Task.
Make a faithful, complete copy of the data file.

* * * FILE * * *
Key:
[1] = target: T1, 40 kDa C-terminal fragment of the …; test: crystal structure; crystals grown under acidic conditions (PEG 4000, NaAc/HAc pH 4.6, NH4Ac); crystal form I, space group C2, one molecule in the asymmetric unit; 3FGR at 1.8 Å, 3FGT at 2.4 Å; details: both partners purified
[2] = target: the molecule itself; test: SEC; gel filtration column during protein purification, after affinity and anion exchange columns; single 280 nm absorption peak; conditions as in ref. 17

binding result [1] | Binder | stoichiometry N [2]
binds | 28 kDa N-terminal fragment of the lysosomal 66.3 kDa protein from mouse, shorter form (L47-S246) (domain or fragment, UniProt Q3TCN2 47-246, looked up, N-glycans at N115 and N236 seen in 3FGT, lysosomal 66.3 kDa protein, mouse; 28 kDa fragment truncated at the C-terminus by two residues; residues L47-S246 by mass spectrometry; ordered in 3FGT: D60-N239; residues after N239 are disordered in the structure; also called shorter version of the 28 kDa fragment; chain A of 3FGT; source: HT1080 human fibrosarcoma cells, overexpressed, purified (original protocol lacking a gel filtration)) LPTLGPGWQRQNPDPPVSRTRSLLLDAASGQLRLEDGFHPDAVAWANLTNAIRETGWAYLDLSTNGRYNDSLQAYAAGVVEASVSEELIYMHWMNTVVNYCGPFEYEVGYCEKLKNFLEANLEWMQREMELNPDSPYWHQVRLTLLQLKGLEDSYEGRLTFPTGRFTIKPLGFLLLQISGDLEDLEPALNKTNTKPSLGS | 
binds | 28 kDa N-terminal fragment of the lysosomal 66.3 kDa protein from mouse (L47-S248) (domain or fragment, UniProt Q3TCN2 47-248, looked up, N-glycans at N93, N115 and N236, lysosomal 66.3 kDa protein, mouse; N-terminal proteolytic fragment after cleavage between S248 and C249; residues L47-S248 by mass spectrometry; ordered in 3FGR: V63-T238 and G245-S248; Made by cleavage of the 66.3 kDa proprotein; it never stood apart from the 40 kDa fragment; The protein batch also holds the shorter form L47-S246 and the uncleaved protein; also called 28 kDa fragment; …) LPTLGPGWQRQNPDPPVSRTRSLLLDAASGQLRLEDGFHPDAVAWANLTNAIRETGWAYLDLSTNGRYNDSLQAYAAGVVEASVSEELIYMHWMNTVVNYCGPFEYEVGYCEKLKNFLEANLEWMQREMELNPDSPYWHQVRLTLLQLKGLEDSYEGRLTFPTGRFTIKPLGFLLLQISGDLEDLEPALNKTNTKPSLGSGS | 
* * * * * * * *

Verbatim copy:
Key:
[1] = target: T1, 40 kDa C-terminal fragment of the …; test: crystal structure; crystals grown under acidic conditions (PEG 4000, NaAc/HAc pH 4.6, NH4Ac); crystal form I, space group C2, one molecule in the asymmetric unit; 3FGR at 1.8 Å, 3FGT at 2.4 Å; details: both partners purified
[2] = target: the molecule itself; test: SEC; gel filtration column during protein purification, after affinity and anion exchange columns; single 280 nm absorption peak; conditions as in ref. 17

binding result [1] | Binder | stoichiometry N [2]
binds | 28 kDa N-terminal fragment of the lysosomal 66.3 kDa protein from mouse, shorter form (L47-S246) (domain or fragment, UniProt Q3TCN2 47-246, looked up, N-glycans at N115 and N236 seen in 3FGT, lysosomal 66.3 kDa protein, mouse; 28 kDa fragment truncated at the C-terminus by two residues; residues L47-S246 by mass spectrometry; ordered in 3FGT: D60-N239; residues after N239 are disordered in the structure; also called shorter version of the 28 kDa fragment; chain A of 3FGT; source: HT1080 human fibrosarcoma cells, overexpressed, purified (original protocol lacking a gel filtration)) LPTLGPGWQRQNPDPPVSRTRSLLLDAASGQLRLEDGFHPDAVAWANLTNAIRETGWAYLDLSTNGRYNDSLQAYAAGVVEASVSEELIYMHWMNTVVNYCGPFEYEVGYCEKLKNFLEANLEWMQREMELNPDSPYWHQVRLTLLQLKGLEDSYEGRLTFPTGRFTIKPLGFLLLQISGDLEDLEPALNKTNTKPSLGS | 
binds | 28 kDa N-terminal fragment of the lysosomal 66.3 kDa protein from mouse (L47-S248) (domain or fragment, UniProt Q3TCN2 47-248, looked up, N-glycans at N93, N115 and N236, lysosomal 66.3 kDa protein, mouse; N-terminal proteolytic fragment after cleavage between S248 and C249; residues L47-S248 by mass spectrometry; ordered in 3FGR: V63-T238 and G245-S248; Made by cleavage of the 66.3 kDa proprotein; it never stood apart from the 40 kDa fragment; The protein batch also holds the shorter form L47-S246 and the uncleaved protein; also called 28 kDa fragment; …) LPTLGPGWQRQNPDPPVSRTRSLLLDAASGQLRLEDGFHPDAVAWANLTNAIRETGWAYLDLSTNGRYNDSLQAYAAGVVEASVSEELIYMHWMNTVVNYCGPFEYEVGYCEKLKNFLEANLEWMQREMELNPDSPYWHQVRLTLLQLKGLEDSYEGRLTFPTGRFTIKPLGFLLLQISGDLEDLEPALNKTNTKPSLGSGS | 